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The Seven Stages of Dementia

August 14, 2017 in: The Seven Stages of Dementia,

What is dementia?

The term ‘dementia’ generally refers to a very specific category of mental illnesses that are known for causing loss of memory, as well as the increasingly steady deterioration of many other important mental functions.

As a rule, symptoms of dementia manifest themselves because of certain physical changes that occur deep within the brain of the sufferer. This is a rapidly progressive disease, which means that the odds are that the patient’s condition will worsen over time.

There is no set pattern for its progression. The condition of some people rapidly worsens while many others continue to live relatively normal lives in spite of being diagnosed many years back.

This has in part, a lot to do with the overall causes of this disease and the irretrievable damage that may ultimately inflict on the human brain.

However, regardless of the stage it may be on or whichever brain malady is responsible, the odds are that the symptoms would remain the same irrespective of the fact that they may have been caused either by Alzheimer's Disease or Vascular dementia or even Parkinson’s.

These are the seven main stages of Dementia

Stage one: No Impairment

This is the very first stage and there are no obvious signs that the patient suffers from any form of dementia. In this stage, he is able to function independently.

Stage Two: Very mild

Generally, it showcases very mild forgetfulness such as putting the car keys somewhere and not being able to remember when and where. It is a slight irritant and nothing more than that.

Stage Three: Mild

In this stage, the patient is capable of performing the day to day tasks such as taking care of personal hygiene and getting dressed. However, they may not be able to remember if they have taken their medications or not or they may suffer from periodic episodes of lack of concentration.

Furthermore, they may also suffer from the repetition of the same things again and again or become confused easily.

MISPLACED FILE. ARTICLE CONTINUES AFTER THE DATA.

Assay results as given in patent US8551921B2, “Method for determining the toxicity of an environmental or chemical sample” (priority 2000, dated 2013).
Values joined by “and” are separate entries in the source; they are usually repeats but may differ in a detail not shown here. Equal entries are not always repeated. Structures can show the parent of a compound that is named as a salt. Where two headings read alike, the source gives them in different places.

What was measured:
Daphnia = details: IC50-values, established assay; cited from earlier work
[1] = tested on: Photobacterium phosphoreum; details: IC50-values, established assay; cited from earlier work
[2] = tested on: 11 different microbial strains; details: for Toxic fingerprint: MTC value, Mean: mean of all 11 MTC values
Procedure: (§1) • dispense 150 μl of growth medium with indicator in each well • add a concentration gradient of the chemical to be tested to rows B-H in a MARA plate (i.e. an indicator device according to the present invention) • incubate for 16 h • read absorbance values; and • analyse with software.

Stage Four: Moderate

This is the onset of the ‘ominous’ stages since the patient is not capable of performing the routine tasks that he or she may well have been used to doing. These may include washing laundry, cooking food, or even figuring out how to use the telephone. In this stage, urinary incontinence is fairly common and there is a lot of forgetfulness and increase in memory loss. The patient often starts to withdraw socially from his friends and even close family members.

Stage Five: Moderately severe

Once they reach this stage, most dementia patients will be in need of at least some form of assistance with regard to their daily activities. They will require help in changing clothes and remembering names and events, even if they would be able to recognize familiar faces. At this stage, they might need the services of a duly qualified professional caregiver.

Stage Six: Severe

At this stage, it is difficult for the patient to survive without constant supervision of a caregiver since he may commence experiencing hallucinations and even paranoia and may become hostile without warning.

Stage Seven: Very severe

 As the illness progresses, it culminates in its seventh or final stage. Here the patient may be incapable of understanding or speaking his own native language and would not even be able to eat on his own and may not even be able to remember how to smile or sit as such.

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